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The Phasing Out of LIBOR: Initial Reaction and Preparation

1. Background: Elimination of LIBOR by 2021

As has been widely publicized, on July 27, 2017, the U.K. Financial Conduct Authority announced that LIBOR (London Interbank Offered Rate) the longtime global interest rate benchmark, will be phased out by 2021. LIBOR has been a reference rate used for the past 50 years to determine short-term interest rates, including base-rate derivatives, loans and other short-term instruments.

Both the Loan Syndications and Trading Association (LSTA) and the International Swaps and Derivatives Association (ISDA) have indicated that they will continue to monitor the situation and document reactions to and the evolution of alternative benchmarks.1 We note that many commercial loan agreements already provide for alternative rates in the event LIBOR is not available. Those alternatives typically involve reverting to a different (more expensive) rate or the lender proposing a new benchmark at its discretion.

It is clear that the transition away from LIBOR will be a slow process. The Alternative Reference Rates Committee established by the Federal Reserve Board indicated that the transition would start with derivative transactions, not loan transactions, and would be a “paced transition.” The Federal Reserve Bank of New York indicated on May 24 that the Federal Reserve will seek public comment on the composition and calculation methodology for the benchmark rates before adopting a final publication plan, and that the benchmark rates are not expected to be published until the first half of 2018. Many participants in the derivatives markets will probably wait until they receive guidance from ISDA, and major banks will probably not begin using the new benchmark until they receive guidance from the LSTA.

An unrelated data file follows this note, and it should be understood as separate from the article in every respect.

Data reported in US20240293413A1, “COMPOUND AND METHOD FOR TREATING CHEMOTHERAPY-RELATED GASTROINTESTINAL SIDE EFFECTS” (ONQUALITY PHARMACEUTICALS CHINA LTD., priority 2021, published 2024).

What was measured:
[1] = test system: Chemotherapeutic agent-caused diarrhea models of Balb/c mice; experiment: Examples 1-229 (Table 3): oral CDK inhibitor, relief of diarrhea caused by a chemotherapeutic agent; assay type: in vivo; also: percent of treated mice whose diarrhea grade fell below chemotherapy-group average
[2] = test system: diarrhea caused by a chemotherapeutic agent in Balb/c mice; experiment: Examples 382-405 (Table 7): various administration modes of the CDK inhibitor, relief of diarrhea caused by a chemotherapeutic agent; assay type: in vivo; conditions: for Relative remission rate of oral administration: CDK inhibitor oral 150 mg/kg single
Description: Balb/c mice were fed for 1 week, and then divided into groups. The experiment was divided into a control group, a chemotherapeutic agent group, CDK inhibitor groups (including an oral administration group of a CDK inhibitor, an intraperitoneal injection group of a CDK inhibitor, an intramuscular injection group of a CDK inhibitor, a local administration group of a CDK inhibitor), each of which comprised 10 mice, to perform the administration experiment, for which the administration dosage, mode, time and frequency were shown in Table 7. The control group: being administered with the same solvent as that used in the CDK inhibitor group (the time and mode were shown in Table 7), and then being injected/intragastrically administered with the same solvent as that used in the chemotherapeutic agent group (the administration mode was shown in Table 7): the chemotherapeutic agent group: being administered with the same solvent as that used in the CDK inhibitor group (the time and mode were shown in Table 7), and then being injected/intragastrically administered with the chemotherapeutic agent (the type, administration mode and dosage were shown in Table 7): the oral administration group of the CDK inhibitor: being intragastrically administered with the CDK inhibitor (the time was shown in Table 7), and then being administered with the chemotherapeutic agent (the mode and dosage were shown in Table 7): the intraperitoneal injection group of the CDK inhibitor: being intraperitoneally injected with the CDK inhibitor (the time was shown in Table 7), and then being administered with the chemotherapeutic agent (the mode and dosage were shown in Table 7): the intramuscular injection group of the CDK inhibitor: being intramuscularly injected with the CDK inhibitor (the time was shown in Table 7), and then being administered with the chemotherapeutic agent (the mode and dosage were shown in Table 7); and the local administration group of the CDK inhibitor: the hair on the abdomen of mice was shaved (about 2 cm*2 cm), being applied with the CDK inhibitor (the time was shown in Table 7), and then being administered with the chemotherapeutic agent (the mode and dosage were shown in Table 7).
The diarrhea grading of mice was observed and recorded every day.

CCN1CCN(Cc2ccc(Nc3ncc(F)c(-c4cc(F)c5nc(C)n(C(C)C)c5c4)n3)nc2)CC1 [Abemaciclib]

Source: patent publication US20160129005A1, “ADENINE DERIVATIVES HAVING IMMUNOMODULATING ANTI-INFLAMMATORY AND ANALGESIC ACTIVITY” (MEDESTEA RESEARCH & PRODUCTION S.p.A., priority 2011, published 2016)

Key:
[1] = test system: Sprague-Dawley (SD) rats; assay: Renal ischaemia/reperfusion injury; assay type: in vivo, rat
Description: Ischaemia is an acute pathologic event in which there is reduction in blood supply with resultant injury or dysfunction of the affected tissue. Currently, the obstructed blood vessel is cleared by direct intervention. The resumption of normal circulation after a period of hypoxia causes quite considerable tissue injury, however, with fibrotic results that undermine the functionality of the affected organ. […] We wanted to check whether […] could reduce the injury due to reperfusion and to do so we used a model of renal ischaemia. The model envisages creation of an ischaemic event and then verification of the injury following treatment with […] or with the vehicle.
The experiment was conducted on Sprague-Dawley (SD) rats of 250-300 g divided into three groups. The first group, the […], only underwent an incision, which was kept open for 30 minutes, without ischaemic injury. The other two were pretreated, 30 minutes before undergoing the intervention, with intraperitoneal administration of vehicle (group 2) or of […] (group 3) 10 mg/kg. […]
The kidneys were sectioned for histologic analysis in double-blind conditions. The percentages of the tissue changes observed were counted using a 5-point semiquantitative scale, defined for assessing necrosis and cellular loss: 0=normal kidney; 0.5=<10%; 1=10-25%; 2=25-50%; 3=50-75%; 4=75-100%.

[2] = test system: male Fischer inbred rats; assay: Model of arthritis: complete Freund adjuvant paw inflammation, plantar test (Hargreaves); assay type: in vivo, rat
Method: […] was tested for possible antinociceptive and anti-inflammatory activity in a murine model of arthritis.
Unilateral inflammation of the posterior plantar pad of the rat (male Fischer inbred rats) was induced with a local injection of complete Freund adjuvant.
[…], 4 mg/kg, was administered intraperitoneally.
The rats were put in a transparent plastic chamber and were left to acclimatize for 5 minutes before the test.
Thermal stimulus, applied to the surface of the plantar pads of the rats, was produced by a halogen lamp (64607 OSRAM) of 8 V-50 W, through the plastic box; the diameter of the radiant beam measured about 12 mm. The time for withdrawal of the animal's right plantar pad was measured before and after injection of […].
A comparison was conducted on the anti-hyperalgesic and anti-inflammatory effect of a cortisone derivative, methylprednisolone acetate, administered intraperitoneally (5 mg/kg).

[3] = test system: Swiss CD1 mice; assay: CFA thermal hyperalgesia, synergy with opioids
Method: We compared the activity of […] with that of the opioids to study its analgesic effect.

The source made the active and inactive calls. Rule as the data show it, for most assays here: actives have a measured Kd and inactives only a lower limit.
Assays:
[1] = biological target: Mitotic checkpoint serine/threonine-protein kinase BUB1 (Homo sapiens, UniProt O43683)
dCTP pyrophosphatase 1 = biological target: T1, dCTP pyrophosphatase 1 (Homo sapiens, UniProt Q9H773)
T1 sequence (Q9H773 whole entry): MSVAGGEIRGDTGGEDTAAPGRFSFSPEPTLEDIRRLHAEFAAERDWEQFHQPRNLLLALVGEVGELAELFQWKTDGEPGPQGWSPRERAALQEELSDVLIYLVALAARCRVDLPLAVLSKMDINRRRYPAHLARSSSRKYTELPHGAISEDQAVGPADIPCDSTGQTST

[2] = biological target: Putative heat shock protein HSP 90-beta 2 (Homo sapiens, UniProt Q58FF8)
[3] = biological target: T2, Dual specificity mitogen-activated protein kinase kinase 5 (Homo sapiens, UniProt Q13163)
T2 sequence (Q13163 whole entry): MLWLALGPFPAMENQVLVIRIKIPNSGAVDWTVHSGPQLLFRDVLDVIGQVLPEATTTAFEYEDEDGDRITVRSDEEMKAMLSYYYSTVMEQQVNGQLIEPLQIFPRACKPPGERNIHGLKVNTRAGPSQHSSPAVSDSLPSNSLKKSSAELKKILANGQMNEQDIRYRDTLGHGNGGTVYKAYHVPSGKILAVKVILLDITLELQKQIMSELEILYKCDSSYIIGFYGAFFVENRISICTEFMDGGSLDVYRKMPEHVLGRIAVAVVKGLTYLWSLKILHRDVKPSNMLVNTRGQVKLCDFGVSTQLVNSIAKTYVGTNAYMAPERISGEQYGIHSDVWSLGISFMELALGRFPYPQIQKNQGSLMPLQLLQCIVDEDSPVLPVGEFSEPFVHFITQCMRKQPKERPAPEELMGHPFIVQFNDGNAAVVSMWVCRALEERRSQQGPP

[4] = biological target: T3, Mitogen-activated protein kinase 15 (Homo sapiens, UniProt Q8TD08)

2. Industry Reponses: Initial Alternatives

The bank loan market has reacted in different ways:

  • Bank documents are silent and maintain the existing definition of LIBOR
  • Bank documents presently include a change in the definition of LIBOR that allows for the credit agreement to be amended to accommodate an alternative that is “reasonably acceptable” to the borrower and lender
  • Bank documents provide that, in connection with any amendment in the definition of LIBOR and/or related provisions in connection with the phase-out of the LIBOR offered rate as a general reference rate for syndicated credit facilities, amendments may be made with the consent of a majority (not 100%) of lenders

The tenor of the facility also appears to affect a bank’s willingness to entertain an alternative.

In the meantime, the ISDA market has been consistent in adopting the status quo option with counterparties opting to wait for ISDA to announce uniform changes.

3. Preparing: Things to Consider Now

It is important to note that this change is coming and to be alert to it when entering into new contracts or modifying existing contractual arrangements. As noted above, we anticipate that the market, lenders and associations will gravitate toward a new standard. As the LSTA has announced, the goal is to have an orderly process over a number of years.

For now, it would be prudent to conduct “due diligence” and assemble loan and swap documentation that uses LIBOR as its reference rate and determine what alternatives (if any) the documents contemplate in the event a LIBOR rate is not available.

Even after a new benchmark is in use, there will be a considerable volume of transactions outstanding that are governed by documents that use LIBOR as the primary benchmark for interest rate calculations. Accordingly, it is not too soon for participants in those transactions to review their documents to be sure they understand what will happen when LIBOR rates are no longer available. Some borrowers may want to amend their credit agreements to change the fallback language.